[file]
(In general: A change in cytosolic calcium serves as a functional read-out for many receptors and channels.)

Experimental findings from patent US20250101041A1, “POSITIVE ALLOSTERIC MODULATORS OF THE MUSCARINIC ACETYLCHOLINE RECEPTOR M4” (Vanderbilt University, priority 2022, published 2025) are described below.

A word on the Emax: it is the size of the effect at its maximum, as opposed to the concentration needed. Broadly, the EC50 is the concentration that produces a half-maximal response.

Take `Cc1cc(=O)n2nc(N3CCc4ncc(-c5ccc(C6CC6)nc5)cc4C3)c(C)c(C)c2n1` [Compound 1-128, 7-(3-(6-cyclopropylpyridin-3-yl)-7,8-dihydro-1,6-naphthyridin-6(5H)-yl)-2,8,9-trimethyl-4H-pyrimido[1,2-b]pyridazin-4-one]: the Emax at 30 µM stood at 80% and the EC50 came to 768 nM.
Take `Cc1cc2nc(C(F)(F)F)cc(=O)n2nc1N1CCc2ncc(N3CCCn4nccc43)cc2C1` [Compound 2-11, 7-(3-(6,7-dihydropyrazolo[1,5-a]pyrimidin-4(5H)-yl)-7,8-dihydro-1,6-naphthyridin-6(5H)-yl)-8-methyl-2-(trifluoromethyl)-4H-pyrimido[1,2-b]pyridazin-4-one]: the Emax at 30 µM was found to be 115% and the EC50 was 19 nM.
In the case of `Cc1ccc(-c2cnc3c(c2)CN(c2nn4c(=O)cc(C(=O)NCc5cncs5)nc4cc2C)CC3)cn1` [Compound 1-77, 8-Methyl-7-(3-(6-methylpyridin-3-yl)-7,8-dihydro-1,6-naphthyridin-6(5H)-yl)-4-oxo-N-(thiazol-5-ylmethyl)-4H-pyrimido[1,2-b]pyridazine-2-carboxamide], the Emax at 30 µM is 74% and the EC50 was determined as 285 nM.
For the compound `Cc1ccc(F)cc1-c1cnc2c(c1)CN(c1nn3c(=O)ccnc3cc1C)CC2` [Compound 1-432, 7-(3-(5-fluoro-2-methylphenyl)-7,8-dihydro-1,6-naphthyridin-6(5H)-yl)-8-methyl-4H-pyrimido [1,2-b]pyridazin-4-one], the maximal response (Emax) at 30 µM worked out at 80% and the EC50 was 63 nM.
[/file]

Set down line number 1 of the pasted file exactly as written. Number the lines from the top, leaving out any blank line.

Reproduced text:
(In general: A change in cytosolic calcium serves as a functional read-out for many receptors and channels.)